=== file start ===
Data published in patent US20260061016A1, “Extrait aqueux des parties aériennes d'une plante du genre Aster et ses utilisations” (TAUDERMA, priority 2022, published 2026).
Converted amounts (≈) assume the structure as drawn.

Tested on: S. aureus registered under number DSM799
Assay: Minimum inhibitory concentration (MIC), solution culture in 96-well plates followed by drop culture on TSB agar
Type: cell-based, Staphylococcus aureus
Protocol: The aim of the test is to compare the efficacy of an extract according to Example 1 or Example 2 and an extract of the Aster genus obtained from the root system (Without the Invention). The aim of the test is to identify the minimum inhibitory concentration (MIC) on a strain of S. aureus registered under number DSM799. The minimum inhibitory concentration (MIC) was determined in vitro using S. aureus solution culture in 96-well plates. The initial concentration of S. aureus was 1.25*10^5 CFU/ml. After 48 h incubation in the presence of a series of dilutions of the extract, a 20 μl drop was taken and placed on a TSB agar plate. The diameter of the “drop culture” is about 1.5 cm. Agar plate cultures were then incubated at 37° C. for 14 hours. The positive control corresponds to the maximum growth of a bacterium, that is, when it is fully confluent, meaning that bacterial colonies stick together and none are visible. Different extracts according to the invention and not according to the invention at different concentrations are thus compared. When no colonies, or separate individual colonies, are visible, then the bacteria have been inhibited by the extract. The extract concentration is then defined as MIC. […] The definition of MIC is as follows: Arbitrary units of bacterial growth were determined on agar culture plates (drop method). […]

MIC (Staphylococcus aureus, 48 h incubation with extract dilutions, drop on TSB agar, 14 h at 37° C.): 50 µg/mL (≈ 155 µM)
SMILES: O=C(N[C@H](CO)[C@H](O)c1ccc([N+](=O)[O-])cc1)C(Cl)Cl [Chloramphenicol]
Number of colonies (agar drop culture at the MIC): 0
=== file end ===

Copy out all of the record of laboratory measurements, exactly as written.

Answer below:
Data published in patent US20260061016A1, “Extrait aqueux des parties aériennes d'une plante du genre Aster et ses utilisations” (TAUDERMA, priority 2022, published 2026).
Converted amounts (≈) assume the structure as drawn.

Tested on: S. aureus registered under number DSM799
Assay: Minimum inhibitory concentration (MIC), solution culture in 96-well plates followed by drop culture on TSB agar
Type: cell-based, Staphylococcus aureus
Protocol: The aim of the test is to compare the efficacy of an extract according to Example 1 or Example 2 and an extract of the Aster genus obtained from the root system (Without the Invention). The aim of the test is to identify the minimum inhibitory concentration (MIC) on a strain of S. aureus registered under number DSM799. The minimum inhibitory concentration (MIC) was determined in vitro using S. aureus solution culture in 96-well plates. The initial concentration of S. aureus was 1.25*10^5 CFU/ml. After 48 h incubation in the presence of a series of dilutions of the extract, a 20 μl drop was taken and placed on a TSB agar plate. The diameter of the “drop culture” is about 1.5 cm. Agar plate cultures were then incubated at 37° C. for 14 hours. The positive control corresponds to the maximum growth of a bacterium, that is, when it is fully confluent, meaning that bacterial colonies stick together and none are visible. Different extracts according to the invention and not according to the invention at different concentrations are thus compared. When no colonies, or separate individual colonies, are visible, then the bacteria have been inhibited by the extract. The extract concentration is then defined as MIC. […] The definition of MIC is as follows: Arbitrary units of bacterial growth were determined on agar culture plates (drop method). […]

MIC (Staphylococcus aureus, 48 h incubation with extract dilutions, drop on TSB agar, 14 h at 37° C.): 50 µg/mL (≈ 155 µM)
SMILES: O=C(N[C@H](CO)[C@H](O)c1ccc([N+](=O)[O-])cc1)C(Cl)Cl [Chloramphenicol]
Number of colonies (agar drop culture at the MIC): 0